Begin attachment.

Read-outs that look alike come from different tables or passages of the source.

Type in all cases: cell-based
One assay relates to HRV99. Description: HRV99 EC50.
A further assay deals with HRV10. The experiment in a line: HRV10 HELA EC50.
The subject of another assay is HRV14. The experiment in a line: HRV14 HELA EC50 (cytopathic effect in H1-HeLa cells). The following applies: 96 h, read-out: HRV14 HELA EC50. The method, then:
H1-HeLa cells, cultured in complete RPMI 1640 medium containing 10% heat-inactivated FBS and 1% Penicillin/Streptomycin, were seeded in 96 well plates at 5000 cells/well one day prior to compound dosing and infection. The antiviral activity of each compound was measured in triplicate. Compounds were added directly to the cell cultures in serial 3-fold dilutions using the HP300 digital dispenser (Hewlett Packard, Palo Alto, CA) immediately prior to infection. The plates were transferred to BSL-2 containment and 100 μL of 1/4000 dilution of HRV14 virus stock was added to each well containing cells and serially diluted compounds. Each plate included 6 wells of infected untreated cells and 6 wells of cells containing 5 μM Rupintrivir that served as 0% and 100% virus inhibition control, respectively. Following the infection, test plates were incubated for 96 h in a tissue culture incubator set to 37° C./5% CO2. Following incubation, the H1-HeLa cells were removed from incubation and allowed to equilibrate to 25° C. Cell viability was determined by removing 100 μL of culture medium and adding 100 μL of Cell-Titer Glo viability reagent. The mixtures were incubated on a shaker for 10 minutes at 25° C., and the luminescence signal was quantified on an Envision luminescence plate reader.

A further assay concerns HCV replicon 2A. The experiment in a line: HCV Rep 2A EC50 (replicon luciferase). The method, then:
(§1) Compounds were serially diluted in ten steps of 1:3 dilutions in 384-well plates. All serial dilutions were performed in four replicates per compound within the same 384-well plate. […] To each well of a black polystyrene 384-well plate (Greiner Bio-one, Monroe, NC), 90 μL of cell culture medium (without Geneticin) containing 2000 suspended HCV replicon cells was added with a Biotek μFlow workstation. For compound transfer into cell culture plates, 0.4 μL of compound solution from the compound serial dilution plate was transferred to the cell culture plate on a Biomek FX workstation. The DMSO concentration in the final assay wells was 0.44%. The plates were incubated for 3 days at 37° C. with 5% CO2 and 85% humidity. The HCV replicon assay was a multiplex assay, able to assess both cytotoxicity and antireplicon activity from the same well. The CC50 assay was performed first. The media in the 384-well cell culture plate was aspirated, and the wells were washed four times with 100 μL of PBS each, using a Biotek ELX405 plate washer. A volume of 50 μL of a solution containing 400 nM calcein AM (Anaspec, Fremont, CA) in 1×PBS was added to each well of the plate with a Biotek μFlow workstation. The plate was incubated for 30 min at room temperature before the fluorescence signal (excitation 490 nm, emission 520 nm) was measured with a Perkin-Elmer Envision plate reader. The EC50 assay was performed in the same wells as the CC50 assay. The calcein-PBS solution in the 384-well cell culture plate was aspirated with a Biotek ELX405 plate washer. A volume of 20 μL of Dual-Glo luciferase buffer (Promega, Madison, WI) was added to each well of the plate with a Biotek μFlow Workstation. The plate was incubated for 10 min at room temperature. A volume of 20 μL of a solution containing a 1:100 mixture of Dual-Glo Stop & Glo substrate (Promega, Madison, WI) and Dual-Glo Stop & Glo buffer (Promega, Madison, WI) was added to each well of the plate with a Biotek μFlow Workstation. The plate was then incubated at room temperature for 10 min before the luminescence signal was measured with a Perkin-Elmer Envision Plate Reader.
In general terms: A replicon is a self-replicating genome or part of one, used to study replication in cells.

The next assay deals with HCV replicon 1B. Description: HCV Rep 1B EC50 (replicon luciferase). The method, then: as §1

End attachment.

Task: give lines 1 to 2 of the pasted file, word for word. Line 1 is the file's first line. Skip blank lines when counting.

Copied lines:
Read-outs that look alike come from different tables or passages of the source.

Type in all cases: cell-based